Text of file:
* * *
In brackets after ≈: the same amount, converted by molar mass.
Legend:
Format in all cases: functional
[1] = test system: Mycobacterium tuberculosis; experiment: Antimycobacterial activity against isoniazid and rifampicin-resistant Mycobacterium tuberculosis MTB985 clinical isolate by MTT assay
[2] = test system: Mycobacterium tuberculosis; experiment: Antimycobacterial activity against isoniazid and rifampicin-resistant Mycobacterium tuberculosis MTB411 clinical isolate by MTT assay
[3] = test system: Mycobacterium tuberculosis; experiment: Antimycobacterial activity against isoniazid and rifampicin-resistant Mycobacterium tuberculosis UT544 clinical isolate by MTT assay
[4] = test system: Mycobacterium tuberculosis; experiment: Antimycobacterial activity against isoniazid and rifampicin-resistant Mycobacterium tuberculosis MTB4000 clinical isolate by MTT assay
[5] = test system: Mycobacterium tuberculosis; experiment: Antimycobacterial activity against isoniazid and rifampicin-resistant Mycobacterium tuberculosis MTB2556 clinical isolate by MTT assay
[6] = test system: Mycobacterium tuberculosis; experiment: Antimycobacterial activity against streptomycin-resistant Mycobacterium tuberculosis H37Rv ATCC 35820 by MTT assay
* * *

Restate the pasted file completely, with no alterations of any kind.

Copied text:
In brackets after ≈: the same amount, converted by molar mass.
Legend:
Format in all cases: functional
[1] = test system: Mycobacterium tuberculosis; experiment: Antimycobacterial activity against isoniazid and rifampicin-resistant Mycobacterium tuberculosis MTB985 clinical isolate by MTT assay
[2] = test system: Mycobacterium tuberculosis; experiment: Antimycobacterial activity against isoniazid and rifampicin-resistant Mycobacterium tuberculosis MTB411 clinical isolate by MTT assay
[3] = test system: Mycobacterium tuberculosis; experiment: Antimycobacterial activity against isoniazid and rifampicin-resistant Mycobacterium tuberculosis UT544 clinical isolate by MTT assay
[4] = test system: Mycobacterium tuberculosis; experiment: Antimycobacterial activity against isoniazid and rifampicin-resistant Mycobacterium tuberculosis MTB4000 clinical isolate by MTT assay
[5] = test system: Mycobacterium tuberculosis; experiment: Antimycobacterial activity against isoniazid and rifampicin-resistant Mycobacterium tuberculosis MTB2556 clinical isolate by MTT assay
[6] = test system: Mycobacterium tuberculosis; experiment: Antimycobacterial activity against streptomycin-resistant Mycobacterium tuberculosis H37Rv ATCC 35820 by MTT assay